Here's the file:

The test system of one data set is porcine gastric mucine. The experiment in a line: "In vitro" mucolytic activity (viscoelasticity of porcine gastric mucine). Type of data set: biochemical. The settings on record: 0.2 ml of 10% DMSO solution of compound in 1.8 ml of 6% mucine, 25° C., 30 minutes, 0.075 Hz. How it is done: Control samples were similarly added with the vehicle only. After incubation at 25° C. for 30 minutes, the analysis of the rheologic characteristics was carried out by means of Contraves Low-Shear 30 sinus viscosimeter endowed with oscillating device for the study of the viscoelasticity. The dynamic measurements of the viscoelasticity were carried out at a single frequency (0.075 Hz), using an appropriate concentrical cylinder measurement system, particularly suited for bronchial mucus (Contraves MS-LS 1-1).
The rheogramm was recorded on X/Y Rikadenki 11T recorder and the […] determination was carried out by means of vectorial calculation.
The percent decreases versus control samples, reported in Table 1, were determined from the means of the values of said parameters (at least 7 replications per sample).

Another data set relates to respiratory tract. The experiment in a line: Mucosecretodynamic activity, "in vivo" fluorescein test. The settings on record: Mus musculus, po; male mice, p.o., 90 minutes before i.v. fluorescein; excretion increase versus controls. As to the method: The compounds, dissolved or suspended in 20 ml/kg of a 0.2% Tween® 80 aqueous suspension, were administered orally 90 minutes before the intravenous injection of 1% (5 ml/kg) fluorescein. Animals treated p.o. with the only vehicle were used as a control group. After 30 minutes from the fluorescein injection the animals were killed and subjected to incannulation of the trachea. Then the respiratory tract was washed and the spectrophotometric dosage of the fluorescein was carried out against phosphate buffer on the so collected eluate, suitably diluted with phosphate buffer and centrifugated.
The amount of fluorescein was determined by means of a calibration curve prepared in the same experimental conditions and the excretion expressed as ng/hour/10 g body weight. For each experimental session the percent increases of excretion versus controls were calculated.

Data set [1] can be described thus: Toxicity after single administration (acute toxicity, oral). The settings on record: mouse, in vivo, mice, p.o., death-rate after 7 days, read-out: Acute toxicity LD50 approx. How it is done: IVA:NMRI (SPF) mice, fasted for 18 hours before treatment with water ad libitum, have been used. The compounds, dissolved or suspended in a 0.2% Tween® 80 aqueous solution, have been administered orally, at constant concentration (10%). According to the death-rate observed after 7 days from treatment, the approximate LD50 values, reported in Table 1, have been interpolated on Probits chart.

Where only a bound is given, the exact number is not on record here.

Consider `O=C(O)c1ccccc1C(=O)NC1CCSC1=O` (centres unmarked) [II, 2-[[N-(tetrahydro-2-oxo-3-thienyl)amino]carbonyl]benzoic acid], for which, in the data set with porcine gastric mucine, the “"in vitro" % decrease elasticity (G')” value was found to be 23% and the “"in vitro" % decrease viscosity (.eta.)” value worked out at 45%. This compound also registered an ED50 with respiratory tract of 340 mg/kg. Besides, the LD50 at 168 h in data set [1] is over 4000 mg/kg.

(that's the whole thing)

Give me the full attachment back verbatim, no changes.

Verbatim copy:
The test system of one data set is porcine gastric mucine. The experiment in a line: "In vitro" mucolytic activity (viscoelasticity of porcine gastric mucine). Type of data set: biochemical. The settings on record: 0.2 ml of 10% DMSO solution of compound in 1.8 ml of 6% mucine, 25° C., 30 minutes, 0.075 Hz. How it is done: Control samples were similarly added with the vehicle only. After incubation at 25° C. for 30 minutes, the analysis of the rheologic characteristics was carried out by means of Contraves Low-Shear 30 sinus viscosimeter endowed with oscillating device for the study of the viscoelasticity. The dynamic measurements of the viscoelasticity were carried out at a single frequency (0.075 Hz), using an appropriate concentrical cylinder measurement system, particularly suited for bronchial mucus (Contraves MS-LS 1-1).
The rheogramm was recorded on X/Y Rikadenki 11T recorder and the […] determination was carried out by means of vectorial calculation.
The percent decreases versus control samples, reported in Table 1, were determined from the means of the values of said parameters (at least 7 replications per sample).

Another data set relates to respiratory tract. The experiment in a line: Mucosecretodynamic activity, "in vivo" fluorescein test. The settings on record: Mus musculus, po; male mice, p.o., 90 minutes before i.v. fluorescein; excretion increase versus controls. As to the method: The compounds, dissolved or suspended in 20 ml/kg of a 0.2% Tween® 80 aqueous suspension, were administered orally 90 minutes before the intravenous injection of 1% (5 ml/kg) fluorescein. Animals treated p.o. with the only vehicle were used as a control group. After 30 minutes from the fluorescein injection the animals were killed and subjected to incannulation of the trachea. Then the respiratory tract was washed and the spectrophotometric dosage of the fluorescein was carried out against phosphate buffer on the so collected eluate, suitably diluted with phosphate buffer and centrifugated.
The amount of fluorescein was determined by means of a calibration curve prepared in the same experimental conditions and the excretion expressed as ng/hour/10 g body weight. For each experimental session the percent increases of excretion versus controls were calculated.

Data set [1] can be described thus: Toxicity after single administration (acute toxicity, oral). The settings on record: mouse, in vivo, mice, p.o., death-rate after 7 days, read-out: Acute toxicity LD50 approx. How it is done: IVA:NMRI (SPF) mice, fasted for 18 hours before treatment with water ad libitum, have been used. The compounds, dissolved or suspended in a 0.2% Tween® 80 aqueous solution, have been administered orally, at constant concentration (10%). According to the death-rate observed after 7 days from treatment, the approximate LD50 values, reported in Table 1, have been interpolated on Probits chart.

Where only a bound is given, the exact number is not on record here.

Consider `O=C(O)c1ccccc1C(=O)NC1CCSC1=O` (centres unmarked) [II, 2-[[N-(tetrahydro-2-oxo-3-thienyl)amino]carbonyl]benzoic acid], for which, in the data set with porcine gastric mucine, the “"in vitro" % decrease elasticity (G')” value was found to be 23% and the “"in vitro" % decrease viscosity (.eta.)” value worked out at 45%. This compound also registered an ED50 with respiratory tract of 340 mg/kg. Besides, the LD50 at 168 h in data set [1] is over 4000 mg/kg.